- Talent brokering is about connecting businesses who are searching for skilled workers with talent sources. This may be via external recruiters or talent matching platforms who help companies find talent to fill vacant full-time roles, or gig workers for specific projects. Integrating mobility within a broader talent brokering framework helps reconnect talent mobility with its original objectives – addressing gaps in talent and fostering development and retention.Talent brokering can also exist within a business to match talent between businesses and functions across geographical areas. In practice, this can mean lending or temporarily transferring talent from one business to another. Historically, mobility has been about having the right talent in the right place for the right cost. Global talent brokering adds a new dimension by developing an agile, structured process which ensures that global staffing needs are met in an anticipatory and timely manner.
DavidsonMorris advises organisations on all aspects of global mobility strategy and international workforce management. To discuss the legal and HR implications of your global mobility programme, contact our specialist consultants.
Managing international employees FAQs
How do you manage a global workforce?
Tips to manage a global workforce include consideration of the following: an innovative approach, open communication, cultural awareness, use of HR analytics, and first-hand experience. This list is not exhaustive and should be tailored to meet your business’s needs and functions.
What is a global mobility programme?
A global mobility programme is essentially the method a business uses when sending employee’s overseas to work and includes such things as: rightsizing and diversifying the international work pool, addressing key skill shortages, fostering, and developing talent diversity, protection of key talents, and enabling continued globalised business functions.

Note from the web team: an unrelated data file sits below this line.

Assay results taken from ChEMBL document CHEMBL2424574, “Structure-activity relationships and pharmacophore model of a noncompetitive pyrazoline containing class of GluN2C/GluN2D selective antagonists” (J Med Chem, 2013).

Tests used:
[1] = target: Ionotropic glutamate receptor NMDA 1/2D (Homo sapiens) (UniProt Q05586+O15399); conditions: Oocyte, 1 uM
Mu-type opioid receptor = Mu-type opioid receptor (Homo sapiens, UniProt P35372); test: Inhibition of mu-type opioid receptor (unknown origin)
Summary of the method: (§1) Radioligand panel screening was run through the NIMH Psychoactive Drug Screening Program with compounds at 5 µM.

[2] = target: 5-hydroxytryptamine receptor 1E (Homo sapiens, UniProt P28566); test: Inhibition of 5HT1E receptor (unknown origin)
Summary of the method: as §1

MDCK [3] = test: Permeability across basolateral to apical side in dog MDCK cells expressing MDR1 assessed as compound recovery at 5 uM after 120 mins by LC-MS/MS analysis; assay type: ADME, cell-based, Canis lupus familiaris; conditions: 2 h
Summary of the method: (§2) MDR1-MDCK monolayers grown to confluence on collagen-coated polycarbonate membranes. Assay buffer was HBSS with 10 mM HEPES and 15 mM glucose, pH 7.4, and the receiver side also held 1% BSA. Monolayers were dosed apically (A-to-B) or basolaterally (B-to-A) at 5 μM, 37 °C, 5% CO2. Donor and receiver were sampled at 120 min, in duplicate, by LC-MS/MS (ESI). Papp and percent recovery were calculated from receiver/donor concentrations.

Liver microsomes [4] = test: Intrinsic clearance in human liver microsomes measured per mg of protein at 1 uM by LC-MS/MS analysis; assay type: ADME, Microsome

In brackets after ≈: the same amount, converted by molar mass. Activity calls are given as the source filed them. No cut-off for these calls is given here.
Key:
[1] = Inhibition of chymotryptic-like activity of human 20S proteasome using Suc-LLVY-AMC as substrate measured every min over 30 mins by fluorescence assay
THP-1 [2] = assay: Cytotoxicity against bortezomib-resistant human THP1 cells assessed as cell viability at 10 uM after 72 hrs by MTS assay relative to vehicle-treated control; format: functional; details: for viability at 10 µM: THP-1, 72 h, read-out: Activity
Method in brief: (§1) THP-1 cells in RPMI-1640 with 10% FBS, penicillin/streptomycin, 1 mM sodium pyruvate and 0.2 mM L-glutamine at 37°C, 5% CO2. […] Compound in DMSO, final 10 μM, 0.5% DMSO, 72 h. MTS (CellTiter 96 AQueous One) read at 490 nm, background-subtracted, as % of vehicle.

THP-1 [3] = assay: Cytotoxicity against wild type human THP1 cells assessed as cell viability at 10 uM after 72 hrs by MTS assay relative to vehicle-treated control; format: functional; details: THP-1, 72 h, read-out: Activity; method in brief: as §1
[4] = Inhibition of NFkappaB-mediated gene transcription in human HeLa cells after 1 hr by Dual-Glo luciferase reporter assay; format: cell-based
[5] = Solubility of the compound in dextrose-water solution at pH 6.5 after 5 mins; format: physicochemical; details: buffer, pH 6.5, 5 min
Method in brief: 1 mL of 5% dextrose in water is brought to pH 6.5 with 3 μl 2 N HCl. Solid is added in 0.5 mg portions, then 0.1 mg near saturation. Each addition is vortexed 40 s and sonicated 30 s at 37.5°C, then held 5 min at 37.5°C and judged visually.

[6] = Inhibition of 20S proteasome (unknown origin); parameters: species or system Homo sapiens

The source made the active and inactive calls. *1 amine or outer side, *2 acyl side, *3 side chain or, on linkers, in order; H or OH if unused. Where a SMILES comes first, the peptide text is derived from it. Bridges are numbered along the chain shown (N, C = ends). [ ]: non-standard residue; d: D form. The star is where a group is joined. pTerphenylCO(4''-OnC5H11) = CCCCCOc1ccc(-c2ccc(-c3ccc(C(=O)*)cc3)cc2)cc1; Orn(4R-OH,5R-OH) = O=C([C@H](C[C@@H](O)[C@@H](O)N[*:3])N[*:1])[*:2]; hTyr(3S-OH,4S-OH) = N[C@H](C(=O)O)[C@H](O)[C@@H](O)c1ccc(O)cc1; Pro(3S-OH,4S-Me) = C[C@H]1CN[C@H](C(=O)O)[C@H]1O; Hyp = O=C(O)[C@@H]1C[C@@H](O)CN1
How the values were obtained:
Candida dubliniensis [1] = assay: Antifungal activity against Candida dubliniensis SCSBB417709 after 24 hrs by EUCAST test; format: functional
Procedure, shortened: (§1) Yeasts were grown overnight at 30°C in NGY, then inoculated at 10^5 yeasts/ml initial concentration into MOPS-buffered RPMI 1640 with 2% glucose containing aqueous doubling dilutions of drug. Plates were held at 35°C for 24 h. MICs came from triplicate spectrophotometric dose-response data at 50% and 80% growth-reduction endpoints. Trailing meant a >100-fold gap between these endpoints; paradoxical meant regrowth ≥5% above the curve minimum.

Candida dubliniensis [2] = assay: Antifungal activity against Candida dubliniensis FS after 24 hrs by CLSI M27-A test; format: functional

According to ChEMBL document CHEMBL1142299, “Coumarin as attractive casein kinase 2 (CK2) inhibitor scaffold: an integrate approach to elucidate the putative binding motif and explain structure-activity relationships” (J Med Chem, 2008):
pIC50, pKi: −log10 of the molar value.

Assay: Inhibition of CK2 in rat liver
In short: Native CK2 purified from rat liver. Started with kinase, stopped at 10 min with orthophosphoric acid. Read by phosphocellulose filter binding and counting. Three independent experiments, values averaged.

Why is international mobility important?
International mobility is important because it helps businesses put the best talent on the job, wherever that job needs to be. Operating from country to country gives businesses an important insight into how other countries approach work/social life and is a great way to become more aware of how global markets and businesses operate.
What does international mobility mean?
International mobility refers to the ability of a workforce to seamlessly move from one country to another. When a business achieves true global mobility, it can navigate international workforce deployment with the highest levels of accuracy and proficiency.
What does a global mobility specialist do?
Global mobility specialists manage international employees, handling a variety of immigration related aspects of their movement between countries, and help them navigate unfamiliar legislative environments in which they work.
Last updated: 8 February 2021